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How to Prepare For College Final Exams Using the Internet

How to Prepare For College Final Exams Using the Internet

It’s no surprise that the Internet has had a profound impact on the way we study and prepare for exams. Rather than spending hours in a library looking for relevant content, we can just fire up Google to find anything we want.

But the Internet isn’t just a great resource for information; it also has a huge selection of websites specifically designed to help you prepare for exams. You can get everything from study guides and flash cards to videos and blogs that will help you prepare. And some websites even feature free practice tests. Here are 12 websites that can help you prepare for your college final exams.

1. Rescue Me

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    How much time do you think you spend wandering around Facebook, Twitter, and other time-sucking social media websites? If you think it’s cutting into your study time, you can download Rescue Me. It will run in the background of your computer and keep track of where you spend your time so you can get a handle on it. If you find that you’re wasting way too much time, Rescue Me can temporarily block all of those websites.

    2. Duolingo

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      Duolingo is a free app that lets you learn a new language (almost) effortlessly. If you have a final in a foreign language, you can use Duolingo to brush up on your language skills while waiting for a bus, standing on line at the store, or as an official study session. And if you’re not taking a language final, it can be a fun way to keep your brain engaged while still taking a break from actual studying.

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      3. Booktrack

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        Do you have to read a novel as part of your study plan? Booktrack will give that novel a soundtrack! Reading has never been so exciting!

        4. Study Blue

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          Study Blue is the largest online library of flashcards, notes, and study guides for almost any topic you can imagine. You can use the existing tools or create your own to add to the database.

          5. Trello

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            Professional businesses rely on Trello to manage their schedules, documents, team members, and strategies. It only makes sense that you could use the app to manage your finals calendar and all of the relevant study materials, documents, and deadlines.

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            6. Study Buddy

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              If you find that your study time is disjointed, poorly organized, and all consuming, then study buddy might provide a better way to manage your time and resources. Study Buddy lets you set alarms on your study time and reminds you when you should take a break. You can also use the app to track how much time you spend studying and how much you spend on other time-draining apps (like Facebook and Twitter).

              7. 4tests

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                4tests is a free website that provides access to practice exams. You can take a practice GED, TOEFL, SAT, or ACT among others.

                8. FetchNotes

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                  FetchNotes is a genius way to store and organize your notes for easier studying. As you go through the semester, add notes to FetchNotes, and label them with a hashtag. Then, you can study one set of hashtagged notes at a time. It’s a brilliant way to take and store notes on the go.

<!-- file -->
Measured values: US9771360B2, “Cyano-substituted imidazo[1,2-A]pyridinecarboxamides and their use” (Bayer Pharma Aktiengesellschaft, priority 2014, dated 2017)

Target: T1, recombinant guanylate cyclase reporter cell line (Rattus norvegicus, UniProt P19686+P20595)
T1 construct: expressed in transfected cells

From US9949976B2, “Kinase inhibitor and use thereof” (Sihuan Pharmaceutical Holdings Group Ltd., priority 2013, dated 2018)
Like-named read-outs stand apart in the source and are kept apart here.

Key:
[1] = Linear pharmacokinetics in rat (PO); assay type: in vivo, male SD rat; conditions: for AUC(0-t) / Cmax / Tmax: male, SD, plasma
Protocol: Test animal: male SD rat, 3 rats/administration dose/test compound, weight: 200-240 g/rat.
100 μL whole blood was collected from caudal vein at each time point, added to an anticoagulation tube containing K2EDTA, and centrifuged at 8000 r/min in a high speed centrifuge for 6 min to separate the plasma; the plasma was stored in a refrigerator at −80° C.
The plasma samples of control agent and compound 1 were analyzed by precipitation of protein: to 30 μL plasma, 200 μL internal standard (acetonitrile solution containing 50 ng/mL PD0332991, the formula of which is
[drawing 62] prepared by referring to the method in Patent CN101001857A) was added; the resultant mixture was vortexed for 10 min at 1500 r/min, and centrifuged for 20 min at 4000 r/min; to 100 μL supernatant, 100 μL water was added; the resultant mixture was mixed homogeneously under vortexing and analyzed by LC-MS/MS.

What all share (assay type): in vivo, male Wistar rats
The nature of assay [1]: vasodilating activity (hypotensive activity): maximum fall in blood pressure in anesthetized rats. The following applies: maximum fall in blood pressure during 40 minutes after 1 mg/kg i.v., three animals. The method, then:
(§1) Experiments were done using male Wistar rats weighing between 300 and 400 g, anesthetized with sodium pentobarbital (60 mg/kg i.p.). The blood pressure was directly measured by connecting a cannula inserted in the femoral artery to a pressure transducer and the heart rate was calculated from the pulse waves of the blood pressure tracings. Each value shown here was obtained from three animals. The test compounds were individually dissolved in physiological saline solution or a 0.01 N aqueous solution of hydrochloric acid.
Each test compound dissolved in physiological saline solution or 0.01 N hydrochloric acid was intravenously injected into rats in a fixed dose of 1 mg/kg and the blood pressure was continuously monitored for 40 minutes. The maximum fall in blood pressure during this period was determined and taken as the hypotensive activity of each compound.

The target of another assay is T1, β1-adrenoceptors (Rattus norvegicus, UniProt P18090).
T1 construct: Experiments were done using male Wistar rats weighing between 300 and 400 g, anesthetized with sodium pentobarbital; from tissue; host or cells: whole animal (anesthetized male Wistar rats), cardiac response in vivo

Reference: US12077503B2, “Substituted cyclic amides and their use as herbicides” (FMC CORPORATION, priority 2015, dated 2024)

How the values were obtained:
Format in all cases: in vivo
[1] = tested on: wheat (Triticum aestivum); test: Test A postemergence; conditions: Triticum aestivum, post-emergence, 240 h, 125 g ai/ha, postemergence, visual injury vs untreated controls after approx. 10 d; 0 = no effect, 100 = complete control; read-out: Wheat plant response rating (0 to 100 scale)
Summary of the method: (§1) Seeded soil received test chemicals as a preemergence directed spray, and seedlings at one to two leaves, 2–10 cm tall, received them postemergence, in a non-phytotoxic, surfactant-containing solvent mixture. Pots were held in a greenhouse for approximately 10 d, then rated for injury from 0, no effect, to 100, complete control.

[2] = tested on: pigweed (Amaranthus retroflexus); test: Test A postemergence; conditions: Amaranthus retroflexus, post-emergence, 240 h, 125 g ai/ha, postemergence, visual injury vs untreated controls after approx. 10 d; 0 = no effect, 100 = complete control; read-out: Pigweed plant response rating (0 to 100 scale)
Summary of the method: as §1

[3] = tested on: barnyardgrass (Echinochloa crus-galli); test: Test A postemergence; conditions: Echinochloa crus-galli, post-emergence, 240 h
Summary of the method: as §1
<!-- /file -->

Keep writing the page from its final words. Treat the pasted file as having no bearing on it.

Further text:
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                  9. Study.com

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                    You’ll have to register as a member, but once you sign up, you’ll have unlimited access to a huge selection of videos on various subjects to help you study. The videos are all submitted by professionals in the field and teachers.

                    10. Cam Scanner

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                      You probably have to take notes on paper. But you don’t have to keep all that paper with you to study. Scan it into your phone with Cam Scanner so you can easily study on the go.

                      11. Get Revising

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                        Get Revising provides over 183,000 resources (tests, study guides, flashcards, etc.) collected by other students and teachers. Search for the topic you want to study, and then get to browsing.

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                        12. Unstuck

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                          Unstuck is a digital coach that can help you get “unstuck” when you’re experiencing writer’s block or suffering from a general lack of motivation. The app asks you a series of questions to learn why you are stuck and then offers advice to help you move forward.

                          The Internet is an invaluable resource. It can completely change the way you study and prepare for final exams. But it won’t magically provide you with the roadmap to success. You’ll need to use the right tools for you, and you’ll have to put in the time. With these 12 tools, you’ll be able to have more focused study time so you can be as prepared as possible for that final test.

                          Featured photo credit: VIKTOR HANACEK/PicJumbo via picjumbo.com

                          More by this author

                          Jessica Millis

                          An experienced writer, editor and educator who shares about tips on effective learning.

                          10 Effective Ways To Make You a Fast Learner universities in europe 25 Best Universities in Europe You’ll Be Interested in Studying In How to Prepare For College Final Exams Using the Internet 20 Not-So-Popular Websites Students Should Visit to Make Studying Easier An Incredibly Helpful List of 71 Free Online Courses and Tutorials

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                          1 The Power of Ritual: Conquer Procrastination, Time Wasters and Laziness 2 How to Stop Being Passive and Start Getting What You Want 3 How to Prevent Decision Fatigue From Clouding Your Judgement 4 5 Less-Known Reasons Why Less is More 5 10 Smart Productivity Software to Boost Work Performance

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                          Last Updated on July 10, 2020

                          The Power of Ritual: Conquer Procrastination, Time Wasters and Laziness

                          The Power of Ritual: Conquer Procrastination, Time Wasters and Laziness